Knolling is a design meme that involves removing distractions and grouping like objects together at 90 degree angles to create a neat and aesthetically pleasing workspace. The term was first coined in 1987 (incidentally the year I was born but that’s not important) by Andrew Kromelow but has evolved over time thanks to artist Tom Sachs.
Does it work? Does clearing and rearranging your desk make for a more creative and productive environment?
I wanted to know, so I tried it.
First off, I want to start by saying that I am a clutterbug and love having all of my things around me so as much as I’m intrigued by knolling I’d still feel a twinge of regret as I put an old rice cracker in the bin. (“But what if I need it?!”)
Here’s a picture of my (very grown up) work space, pre knoll…
- Scan your environment for materials, tools, books, music, etc. which are not in use.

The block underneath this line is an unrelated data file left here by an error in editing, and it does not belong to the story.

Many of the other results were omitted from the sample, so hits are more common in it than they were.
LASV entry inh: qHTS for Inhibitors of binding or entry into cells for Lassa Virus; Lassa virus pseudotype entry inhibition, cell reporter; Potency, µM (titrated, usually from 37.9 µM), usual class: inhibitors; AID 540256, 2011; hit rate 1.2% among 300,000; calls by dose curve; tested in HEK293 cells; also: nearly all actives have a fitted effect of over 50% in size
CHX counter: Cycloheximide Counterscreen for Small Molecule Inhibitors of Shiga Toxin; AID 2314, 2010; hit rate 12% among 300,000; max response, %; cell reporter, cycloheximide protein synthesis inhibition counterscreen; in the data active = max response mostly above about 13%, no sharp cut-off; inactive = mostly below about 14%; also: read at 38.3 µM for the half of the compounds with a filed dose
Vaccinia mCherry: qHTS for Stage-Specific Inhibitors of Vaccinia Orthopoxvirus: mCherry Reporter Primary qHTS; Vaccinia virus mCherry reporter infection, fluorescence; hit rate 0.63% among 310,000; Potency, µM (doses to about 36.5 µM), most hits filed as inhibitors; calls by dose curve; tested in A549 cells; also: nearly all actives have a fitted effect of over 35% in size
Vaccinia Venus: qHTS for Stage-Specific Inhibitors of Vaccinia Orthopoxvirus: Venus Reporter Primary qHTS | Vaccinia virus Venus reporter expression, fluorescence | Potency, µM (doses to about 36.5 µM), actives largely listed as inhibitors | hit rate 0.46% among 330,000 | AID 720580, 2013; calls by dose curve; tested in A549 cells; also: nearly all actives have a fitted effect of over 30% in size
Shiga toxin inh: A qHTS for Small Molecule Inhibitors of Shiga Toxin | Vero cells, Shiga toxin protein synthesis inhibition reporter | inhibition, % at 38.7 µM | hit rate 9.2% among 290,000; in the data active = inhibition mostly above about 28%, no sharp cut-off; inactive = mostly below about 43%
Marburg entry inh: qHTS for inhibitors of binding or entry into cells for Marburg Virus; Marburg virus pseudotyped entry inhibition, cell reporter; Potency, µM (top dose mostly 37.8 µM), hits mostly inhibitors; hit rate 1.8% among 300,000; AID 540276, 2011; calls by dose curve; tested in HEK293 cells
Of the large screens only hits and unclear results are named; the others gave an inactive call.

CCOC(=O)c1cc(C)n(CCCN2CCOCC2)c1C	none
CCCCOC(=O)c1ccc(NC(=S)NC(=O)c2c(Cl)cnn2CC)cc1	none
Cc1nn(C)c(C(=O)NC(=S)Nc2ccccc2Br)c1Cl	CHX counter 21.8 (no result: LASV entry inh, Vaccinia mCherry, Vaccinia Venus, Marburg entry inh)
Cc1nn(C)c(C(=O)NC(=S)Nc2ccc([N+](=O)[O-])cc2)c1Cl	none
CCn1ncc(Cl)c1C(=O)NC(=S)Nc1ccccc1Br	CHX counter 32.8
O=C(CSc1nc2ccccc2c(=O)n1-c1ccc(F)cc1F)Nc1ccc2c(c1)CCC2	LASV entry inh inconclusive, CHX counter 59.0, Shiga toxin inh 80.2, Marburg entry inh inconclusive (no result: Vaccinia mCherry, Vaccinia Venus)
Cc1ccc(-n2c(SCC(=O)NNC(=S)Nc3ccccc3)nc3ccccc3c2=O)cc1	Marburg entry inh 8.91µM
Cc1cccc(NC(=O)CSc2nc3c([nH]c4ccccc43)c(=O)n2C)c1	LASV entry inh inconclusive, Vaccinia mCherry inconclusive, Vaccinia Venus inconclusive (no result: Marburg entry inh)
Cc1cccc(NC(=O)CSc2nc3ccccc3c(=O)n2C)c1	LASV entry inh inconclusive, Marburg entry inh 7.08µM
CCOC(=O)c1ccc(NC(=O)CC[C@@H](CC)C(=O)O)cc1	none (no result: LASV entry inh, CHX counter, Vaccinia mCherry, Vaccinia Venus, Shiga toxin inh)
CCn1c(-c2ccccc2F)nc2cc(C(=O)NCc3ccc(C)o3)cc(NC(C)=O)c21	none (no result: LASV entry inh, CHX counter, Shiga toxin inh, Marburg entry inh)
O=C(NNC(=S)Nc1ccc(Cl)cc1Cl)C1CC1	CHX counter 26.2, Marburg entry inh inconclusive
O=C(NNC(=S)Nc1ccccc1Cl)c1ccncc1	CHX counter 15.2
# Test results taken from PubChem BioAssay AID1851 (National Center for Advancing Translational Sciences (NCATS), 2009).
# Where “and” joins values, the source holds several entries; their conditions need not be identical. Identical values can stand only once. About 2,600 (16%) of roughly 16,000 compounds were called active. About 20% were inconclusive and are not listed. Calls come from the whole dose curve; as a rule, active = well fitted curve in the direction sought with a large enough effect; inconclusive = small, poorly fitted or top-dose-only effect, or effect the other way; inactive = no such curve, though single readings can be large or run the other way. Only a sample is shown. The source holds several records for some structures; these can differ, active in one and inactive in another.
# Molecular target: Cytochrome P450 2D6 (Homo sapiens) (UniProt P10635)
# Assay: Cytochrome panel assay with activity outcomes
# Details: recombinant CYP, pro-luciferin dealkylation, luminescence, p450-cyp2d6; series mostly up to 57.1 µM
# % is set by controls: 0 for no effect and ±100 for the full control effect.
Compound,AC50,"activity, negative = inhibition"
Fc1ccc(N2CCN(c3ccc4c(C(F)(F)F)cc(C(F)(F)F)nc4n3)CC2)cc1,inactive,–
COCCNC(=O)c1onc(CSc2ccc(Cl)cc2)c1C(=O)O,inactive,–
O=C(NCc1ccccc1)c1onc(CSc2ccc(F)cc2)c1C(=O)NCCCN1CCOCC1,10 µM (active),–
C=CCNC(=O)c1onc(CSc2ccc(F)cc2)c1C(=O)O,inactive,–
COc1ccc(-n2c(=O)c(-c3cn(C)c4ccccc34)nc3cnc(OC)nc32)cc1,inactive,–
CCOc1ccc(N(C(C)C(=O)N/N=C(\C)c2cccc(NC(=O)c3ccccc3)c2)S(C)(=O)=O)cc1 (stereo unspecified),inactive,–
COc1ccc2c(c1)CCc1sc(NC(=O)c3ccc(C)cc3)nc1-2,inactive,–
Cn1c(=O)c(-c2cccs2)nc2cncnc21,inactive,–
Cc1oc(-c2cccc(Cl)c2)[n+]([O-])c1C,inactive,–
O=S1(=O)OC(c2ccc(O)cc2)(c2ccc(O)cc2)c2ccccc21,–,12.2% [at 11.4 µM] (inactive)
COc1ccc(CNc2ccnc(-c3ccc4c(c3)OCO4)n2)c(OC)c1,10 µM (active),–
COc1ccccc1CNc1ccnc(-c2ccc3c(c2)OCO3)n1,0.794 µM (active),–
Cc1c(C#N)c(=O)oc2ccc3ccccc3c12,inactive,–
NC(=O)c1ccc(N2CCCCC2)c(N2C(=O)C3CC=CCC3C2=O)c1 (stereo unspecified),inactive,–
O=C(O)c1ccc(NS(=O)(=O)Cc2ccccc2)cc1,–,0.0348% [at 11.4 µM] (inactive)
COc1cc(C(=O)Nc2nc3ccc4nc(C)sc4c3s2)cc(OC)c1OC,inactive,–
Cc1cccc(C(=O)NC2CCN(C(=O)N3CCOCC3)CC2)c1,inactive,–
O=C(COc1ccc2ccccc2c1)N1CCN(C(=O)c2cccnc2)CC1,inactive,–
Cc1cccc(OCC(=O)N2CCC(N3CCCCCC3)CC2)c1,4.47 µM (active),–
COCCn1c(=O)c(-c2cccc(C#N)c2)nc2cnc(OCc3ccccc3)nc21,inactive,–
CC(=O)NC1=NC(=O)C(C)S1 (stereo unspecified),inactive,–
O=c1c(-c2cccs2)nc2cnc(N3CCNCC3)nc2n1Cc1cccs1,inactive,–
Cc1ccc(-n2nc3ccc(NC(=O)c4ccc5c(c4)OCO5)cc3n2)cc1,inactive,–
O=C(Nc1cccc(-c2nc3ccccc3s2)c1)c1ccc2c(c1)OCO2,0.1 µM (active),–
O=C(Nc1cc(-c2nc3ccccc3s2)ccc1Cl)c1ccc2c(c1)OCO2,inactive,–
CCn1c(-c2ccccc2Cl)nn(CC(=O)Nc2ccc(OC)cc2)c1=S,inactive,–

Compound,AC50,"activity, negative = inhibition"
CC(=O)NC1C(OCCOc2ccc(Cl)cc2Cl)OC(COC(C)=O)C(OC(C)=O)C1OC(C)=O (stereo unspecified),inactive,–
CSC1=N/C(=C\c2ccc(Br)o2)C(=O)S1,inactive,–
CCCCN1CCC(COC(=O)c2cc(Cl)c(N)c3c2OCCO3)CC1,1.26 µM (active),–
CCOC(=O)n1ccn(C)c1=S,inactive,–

- Put away everything not in use. If you aren’t sure, leave it out.
- Group all ‘like’ objects.
- Align or square all objects to either the surface they rest on, or the studio itself.
So I followed the steps with gusto, but had to deal with a hard decision halfway through about whether to group my whiteboard pens into colour or type.
(In case you’re wondering, I went for type, followed by colour)
Here’s the finished product.
So here’s the thing, am I feeling more creative? I am actually. As procrastination is generally considered to be a good thing for creativity, I can honestly say that spending ten minutes a day lining up pens in silence is a sort of meditation only with stationary.
If you fancy knolling, tweet pictures of you efforts at us on Twitter so we can fangirl/fanboy over your clean lines and sexy desks.